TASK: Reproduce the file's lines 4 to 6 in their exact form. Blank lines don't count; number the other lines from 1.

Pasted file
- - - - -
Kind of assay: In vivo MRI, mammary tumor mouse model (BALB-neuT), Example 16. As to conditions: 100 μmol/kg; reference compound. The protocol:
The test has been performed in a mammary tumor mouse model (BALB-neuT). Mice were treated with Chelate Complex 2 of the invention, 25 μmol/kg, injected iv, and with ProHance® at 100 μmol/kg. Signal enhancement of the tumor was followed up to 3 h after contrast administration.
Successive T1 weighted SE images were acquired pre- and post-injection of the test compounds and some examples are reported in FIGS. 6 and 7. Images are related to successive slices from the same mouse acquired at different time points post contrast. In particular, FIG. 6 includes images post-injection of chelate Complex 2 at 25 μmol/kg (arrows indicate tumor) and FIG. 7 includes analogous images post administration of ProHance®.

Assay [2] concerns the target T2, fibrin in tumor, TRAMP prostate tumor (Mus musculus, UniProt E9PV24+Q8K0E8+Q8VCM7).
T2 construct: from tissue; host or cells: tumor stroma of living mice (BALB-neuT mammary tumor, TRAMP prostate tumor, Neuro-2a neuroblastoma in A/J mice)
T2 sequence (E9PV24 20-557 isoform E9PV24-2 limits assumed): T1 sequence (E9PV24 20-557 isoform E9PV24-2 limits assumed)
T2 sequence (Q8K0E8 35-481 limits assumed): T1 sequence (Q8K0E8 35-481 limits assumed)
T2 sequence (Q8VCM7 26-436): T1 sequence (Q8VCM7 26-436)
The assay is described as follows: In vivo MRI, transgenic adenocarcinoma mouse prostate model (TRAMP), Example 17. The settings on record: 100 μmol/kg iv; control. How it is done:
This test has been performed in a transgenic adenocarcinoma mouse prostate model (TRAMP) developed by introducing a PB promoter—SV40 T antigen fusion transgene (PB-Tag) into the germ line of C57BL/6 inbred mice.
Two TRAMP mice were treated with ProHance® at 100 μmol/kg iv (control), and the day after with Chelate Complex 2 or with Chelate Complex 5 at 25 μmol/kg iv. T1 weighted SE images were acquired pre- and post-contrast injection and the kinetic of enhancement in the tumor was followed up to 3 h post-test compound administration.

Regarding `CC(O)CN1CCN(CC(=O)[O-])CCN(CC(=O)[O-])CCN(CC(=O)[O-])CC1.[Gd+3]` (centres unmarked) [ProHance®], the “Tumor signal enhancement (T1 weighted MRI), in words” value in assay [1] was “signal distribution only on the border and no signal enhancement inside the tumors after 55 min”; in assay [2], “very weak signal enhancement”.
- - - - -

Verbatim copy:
Assay [2] concerns the target T2, fibrin in tumor, TRAMP prostate tumor (Mus musculus, UniProt E9PV24+Q8K0E8+Q8VCM7).
T2 construct: from tissue; host or cells: tumor stroma of living mice (BALB-neuT mammary tumor, TRAMP prostate tumor, Neuro-2a neuroblastoma in A/J mice)
T2 sequence (E9PV24 20-557 isoform E9PV24-2 limits assumed): T1 sequence (E9PV24 20-557 isoform E9PV24-2 limits assumed)